Humane Society of Missouri’s Animal Cruelty Task Force Rescues 55 Dogs, Recovers 20 Deceased Animals from Horrific Conditions in Stone County, Missouri

The dogs are headed to HSMO’s Macklind headquarters for emergency veterinary treatment

ST. LOUIS, Jan. 20, 2024 /PRNewswire/ — Late yesterday afternoon, the Humane Society of Missouri’s (HSMO) Animal Cruelty Task Force (ACT) – one of the nation’s largest animal-rescue and disaster-response teams – rescued 55 dogs, mostly large-breed mixes, from a property in Stone County, Missouri. The rescued dogs were transported to HSMO’s Macklind headquarters in St. Louis to receive health evaluations and emergency veterinary treatment. The carcasses of 15 dogs and five goats were also found on the property, but it was unclear whether the animals died of starvation or froze to death. The remains were removed, and necropsies will be performed.

The emergency rescue was prompted by calls on Friday morning from concerned residents and the Stone County Sheriff’s office. Members of the Animal Cruelty Task Force deployed immediately due to the animals’ reported conditions and the dangerous cold. The temperature was in the teens when the team arrived on the property to find dozens of severely malnourished dogs without food, water or shelter, living among the remains of numerous deceased animals. The adult dogs were chained or tied to fencing or trees, while younger dogs were living together in an outdoor pen.

The property owner surrendered custody of the dogs to HSMO and was placed under arrest by the Stone County Sheriff’s office. 

“The fact that these animals have had to suffer, and that so many animals died from living without food or shelter is devastating,” said HSMO President Kathy Warnick. “We appreciate the swift action and support of the Stone County authorities in making this rescue possible. Without immediate intervention I don’t know how many more of these animals would have died. Now that they are safe, we hope we can count on the community’s support as we do everything in our power to care for these dogs and give them a second chance at a happier life.”

Donations to help support the care of these animals can be made on the HSMO website at The HSMO also is asking the public for assistance through donations of blankets, newspapers, dog toys, dog beds or anything else that can make these animals’ recovery more comfortable. Needed items also are available to purchase directly from Amazon on HSMO’s wish list.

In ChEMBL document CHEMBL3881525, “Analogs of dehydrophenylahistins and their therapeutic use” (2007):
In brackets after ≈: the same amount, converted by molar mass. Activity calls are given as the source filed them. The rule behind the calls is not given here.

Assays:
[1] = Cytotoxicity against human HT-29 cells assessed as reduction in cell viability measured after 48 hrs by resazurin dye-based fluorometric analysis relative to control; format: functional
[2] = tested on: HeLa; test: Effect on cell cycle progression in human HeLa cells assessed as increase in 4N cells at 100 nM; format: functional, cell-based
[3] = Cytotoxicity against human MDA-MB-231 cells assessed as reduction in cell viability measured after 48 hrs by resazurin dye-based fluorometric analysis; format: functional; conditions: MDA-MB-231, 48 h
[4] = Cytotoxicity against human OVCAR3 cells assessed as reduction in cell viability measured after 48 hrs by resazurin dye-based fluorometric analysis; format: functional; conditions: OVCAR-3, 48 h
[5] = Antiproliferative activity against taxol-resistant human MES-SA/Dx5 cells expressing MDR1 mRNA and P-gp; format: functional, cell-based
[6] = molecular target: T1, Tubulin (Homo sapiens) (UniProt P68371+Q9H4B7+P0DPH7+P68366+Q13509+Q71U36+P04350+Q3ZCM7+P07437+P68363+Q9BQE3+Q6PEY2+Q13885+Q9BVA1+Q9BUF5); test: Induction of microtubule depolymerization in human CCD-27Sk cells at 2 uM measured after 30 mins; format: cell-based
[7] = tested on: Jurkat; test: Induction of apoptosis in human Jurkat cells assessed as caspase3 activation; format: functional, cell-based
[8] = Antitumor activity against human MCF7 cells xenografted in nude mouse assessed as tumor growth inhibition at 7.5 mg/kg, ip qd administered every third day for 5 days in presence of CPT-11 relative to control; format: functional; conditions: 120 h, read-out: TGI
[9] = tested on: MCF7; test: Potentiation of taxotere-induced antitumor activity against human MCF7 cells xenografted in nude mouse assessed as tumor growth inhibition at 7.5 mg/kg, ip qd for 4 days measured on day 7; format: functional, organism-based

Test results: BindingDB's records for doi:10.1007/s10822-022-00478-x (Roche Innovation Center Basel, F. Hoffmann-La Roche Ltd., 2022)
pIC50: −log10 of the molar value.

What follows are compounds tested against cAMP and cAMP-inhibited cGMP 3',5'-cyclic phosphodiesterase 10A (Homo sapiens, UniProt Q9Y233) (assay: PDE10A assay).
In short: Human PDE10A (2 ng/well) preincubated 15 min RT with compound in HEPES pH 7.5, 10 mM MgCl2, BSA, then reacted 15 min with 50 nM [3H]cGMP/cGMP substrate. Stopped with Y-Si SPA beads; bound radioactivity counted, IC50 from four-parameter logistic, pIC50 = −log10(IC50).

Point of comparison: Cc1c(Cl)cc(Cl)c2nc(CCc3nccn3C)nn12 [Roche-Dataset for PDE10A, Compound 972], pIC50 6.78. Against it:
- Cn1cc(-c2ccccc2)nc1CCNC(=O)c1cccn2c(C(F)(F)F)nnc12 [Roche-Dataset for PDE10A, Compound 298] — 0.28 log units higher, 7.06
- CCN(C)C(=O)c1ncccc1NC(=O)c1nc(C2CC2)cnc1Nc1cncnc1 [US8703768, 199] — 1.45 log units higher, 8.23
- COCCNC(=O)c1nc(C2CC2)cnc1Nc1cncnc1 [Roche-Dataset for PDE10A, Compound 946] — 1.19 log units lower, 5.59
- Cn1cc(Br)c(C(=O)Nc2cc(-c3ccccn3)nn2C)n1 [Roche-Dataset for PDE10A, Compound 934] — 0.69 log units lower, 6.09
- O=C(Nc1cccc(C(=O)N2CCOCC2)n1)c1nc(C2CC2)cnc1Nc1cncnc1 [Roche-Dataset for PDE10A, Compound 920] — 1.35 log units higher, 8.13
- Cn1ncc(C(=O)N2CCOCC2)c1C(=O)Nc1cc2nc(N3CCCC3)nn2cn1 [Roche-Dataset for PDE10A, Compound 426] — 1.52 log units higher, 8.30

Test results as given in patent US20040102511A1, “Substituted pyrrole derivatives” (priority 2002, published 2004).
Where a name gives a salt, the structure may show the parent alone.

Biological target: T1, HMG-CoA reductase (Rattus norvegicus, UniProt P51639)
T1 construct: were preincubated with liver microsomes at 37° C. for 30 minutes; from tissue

The HSMO will make the dogs available for adoption after they have been given a clean bill of health by the veterinarians and evaluated by the animal behavior team. As the animals recover – medically and behaviorally – they will be made available for adoption on a case-by-case basis. There is no current timeline for when these dogs will be ready for their forever home, but interested adopters can check the HSMO website at to see when they become available.

To report an animal that may be in danger or is suffering from neglect or abuse, call the local police and the Humane Society of Missouri’s Animal Cruelty Hotline at 314-647-4400.

About the Humane Society of Missouri Animal Cruelty Task Force
The Humane Society of Missouri’s Animal Cruelty Task Force (ACT) is one of the largest animal rescue/disaster response teams in the United States. For more than 40 years, ACT has worked side by side with state, local and city law enforcement officials to investigate and help prosecute animal abusers.

Annually, Humane Society of Missouri’s 15 field-tested, professional animal cruelty investigators and staff:

  • Travel more than 350,000 miles
  • Make more than 10,000 responses to reports of abuse/neglect
  • Aid more than 20,000 animals

Humane Society of Missouri’s animal cruelty investigators understand the nuances of animal abuse law and the criminal justice process for documenting and filing evidence and work directly with sheriff’s offices, police departments and prosecuting attorneys to help ensure animal cases are handled in an expedient and professional manner. Humane Society of Missouri investigators also provide expert testimony in legal cases and before legislative bodies and provide consultation and training workshops for law enforcement, state agencies and local animal care and control workers.

Together, they work to hold people accountable for the abuse and neglect of animals in the St. Louis Metropolitan region and all of Missouri.

Contact Information for the Public
Report Animal Abuse: 314-647-4400
Donations: 314-951-1542
Humane Society of Missouri website: 

For more information contact:
Patrick Barry, BYRNE PR 314-540-3865
[email protected]

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SOURCE Humane Society of Missouri

Humane Society of Missouri’s Animal Cruelty Task Force Rescues 55 Dogs, Recovers 20 Deceased Animals from Horrific Conditions in Stone County, Missouri

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